Lying awake and thinking about Eusebius

These days I seem to get insomnia the night before any journey. I wish I knew why.

Anyway tonight I find myself thinking about the Tough questions on the gospels and their solutions by Eusebius of Caesarea.  I’ve had all the Greek fragments translated, even the ones which largely duplicate other fragments.  The question now is how to present all this material?  What will work, for the reader?

In an ideal world, we’d create a critical text.  Then we’d translate that.  But this work is highly non-ideal.

For one thing, we have an epitome of the work; and we have catena fragments of the full text.  Can we really integrate these into one critical text?  They never were one text, at any point in their life.  Claudio Zamagni, who edited the epitome for the Sources Chretiennes, thought not. 

OK, so we have two works.  So we use Zamagni’s critical text of the epitome and translate that (and we did).  What do we do about all the catena fragments?

The thing is, it isn’t simple.  These fragments belong to a number of different catenas.  Catena writers ‘adjust’ the texts they quote, adding words at either end, modifying tenses, etc, in order to get a flowing commentary out of them.  No blame to them; but how on earth do you do a critical edition of that?  Unless you edit the catena, which we aren’t doing.

Do we try to combine fragments?  But… we’re not editing the Greek of the fragments.  Anyway, all we have is stuff already published, as I wasn’t really able to access the manuscripts.

Or do we have the same basic idea, repeated five times in slightly varying forms on the page?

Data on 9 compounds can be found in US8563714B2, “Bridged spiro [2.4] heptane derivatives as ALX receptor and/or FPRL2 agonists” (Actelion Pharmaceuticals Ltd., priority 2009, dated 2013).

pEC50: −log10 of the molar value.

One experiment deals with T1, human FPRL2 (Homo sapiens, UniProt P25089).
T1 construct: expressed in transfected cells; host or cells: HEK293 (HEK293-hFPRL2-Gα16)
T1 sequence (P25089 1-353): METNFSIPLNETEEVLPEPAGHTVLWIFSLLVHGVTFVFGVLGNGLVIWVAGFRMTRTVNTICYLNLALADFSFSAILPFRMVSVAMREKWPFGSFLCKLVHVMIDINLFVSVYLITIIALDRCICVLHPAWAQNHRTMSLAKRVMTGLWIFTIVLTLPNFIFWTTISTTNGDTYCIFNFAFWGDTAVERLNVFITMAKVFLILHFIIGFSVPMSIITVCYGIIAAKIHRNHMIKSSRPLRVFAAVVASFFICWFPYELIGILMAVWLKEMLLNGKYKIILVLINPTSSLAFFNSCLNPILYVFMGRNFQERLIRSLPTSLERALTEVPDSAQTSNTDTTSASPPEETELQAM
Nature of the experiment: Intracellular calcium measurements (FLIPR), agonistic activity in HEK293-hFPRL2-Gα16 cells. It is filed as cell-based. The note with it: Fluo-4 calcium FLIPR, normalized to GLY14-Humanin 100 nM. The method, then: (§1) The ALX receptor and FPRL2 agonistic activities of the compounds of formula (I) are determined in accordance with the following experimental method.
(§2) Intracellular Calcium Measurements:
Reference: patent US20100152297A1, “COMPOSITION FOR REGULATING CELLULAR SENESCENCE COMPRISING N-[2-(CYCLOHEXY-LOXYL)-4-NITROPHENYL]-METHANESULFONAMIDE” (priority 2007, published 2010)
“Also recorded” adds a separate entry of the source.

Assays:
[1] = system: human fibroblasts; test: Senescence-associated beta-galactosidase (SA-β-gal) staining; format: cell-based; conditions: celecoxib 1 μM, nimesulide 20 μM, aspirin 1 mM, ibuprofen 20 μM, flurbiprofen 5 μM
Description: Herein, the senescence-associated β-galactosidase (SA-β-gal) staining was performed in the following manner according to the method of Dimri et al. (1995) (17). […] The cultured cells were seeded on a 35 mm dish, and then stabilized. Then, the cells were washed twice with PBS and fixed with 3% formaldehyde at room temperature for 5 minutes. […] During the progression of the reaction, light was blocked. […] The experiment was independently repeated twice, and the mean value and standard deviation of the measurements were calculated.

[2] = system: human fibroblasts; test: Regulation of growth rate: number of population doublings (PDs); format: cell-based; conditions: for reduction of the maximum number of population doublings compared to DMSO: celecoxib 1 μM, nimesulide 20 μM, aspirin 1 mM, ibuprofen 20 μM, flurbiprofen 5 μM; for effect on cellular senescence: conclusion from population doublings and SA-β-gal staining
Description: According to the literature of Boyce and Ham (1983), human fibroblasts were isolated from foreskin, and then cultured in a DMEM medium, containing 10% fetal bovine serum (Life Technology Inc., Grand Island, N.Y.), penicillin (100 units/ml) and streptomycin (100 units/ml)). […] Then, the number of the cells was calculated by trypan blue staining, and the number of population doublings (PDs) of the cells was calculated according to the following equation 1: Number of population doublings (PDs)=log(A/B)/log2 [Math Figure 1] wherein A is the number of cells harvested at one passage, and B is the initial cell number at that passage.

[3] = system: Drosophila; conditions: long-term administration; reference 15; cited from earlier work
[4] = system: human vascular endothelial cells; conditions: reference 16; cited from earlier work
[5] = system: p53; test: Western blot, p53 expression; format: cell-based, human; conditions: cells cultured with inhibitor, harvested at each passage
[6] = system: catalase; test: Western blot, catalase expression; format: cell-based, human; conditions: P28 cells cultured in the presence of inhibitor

How do I combine these with the epitome?  Do I have the epitome first, and then all the fragments?  Or do I print each “question” in the epitome, and then add related fragments underneath (with a bucket at the end for fragments of unknown relation to the epitome, belonging to “questions” not preserved by it).  I sort of favour the last alternative, because it would be more usable for a reader who wants to know what Eusebius said on a given subject.  But it breaks up the flow of the work.

It’s going to be an unusual publication, that’s for sure.  It won’t be specially scholarly.  To produce anything more than a translation of the lot, in some order or other, is beyond my means, given the problems of the text.

Decisions, decisions — and suggestions very welcome!

7 thoughts on “Lying awake and thinking about Eusebius

  1. Sounds fascinating! I wonder, could you tell me if there is any material on the eschatology of Matthew 16:27-28 or the “this generation” reference of Matthew 24:34? Thanks!

  2. Hi Roger

    I know nothing at all about the subject matter but might it not make logical sense to present the reader with the epitome first in its entirety and then organize the various catena in a way that is suggested by the epitome.

  3. I own editions of several fragmentary texts so I will give you a hint:

    I have an edition of Arrian’s Μετα τον Αλεξανδρο by Cactus editions (which is nothing more than a translation of the East German Teubneur) which has survived as fragments and Photius’ epitome AND a couple of pages from a palimpsest. The editors have at first Photius epitome, then the fragments according to where they would probably go in the real book and among them the palimpsest fragment, at its most appropriate place. I suggest you do the same.

    In many cases the fragment is doubly attested. They print it both times. Another issue is that as you said they might have never been one work. In this case I would suggest putting them in the order the books would have been (i.e. in the order the gospels are put in the bible)

    Hope it helps

  4. I would organize it according to the biblical passages discussed. I think that’s what most people are interested in: What he had to say about a certain passage.
    And make sure to note all references/sources.

  5. Roger,I always fantasies of discovering Eusebius’library;of having all those lost works on my shelf and reading through them…

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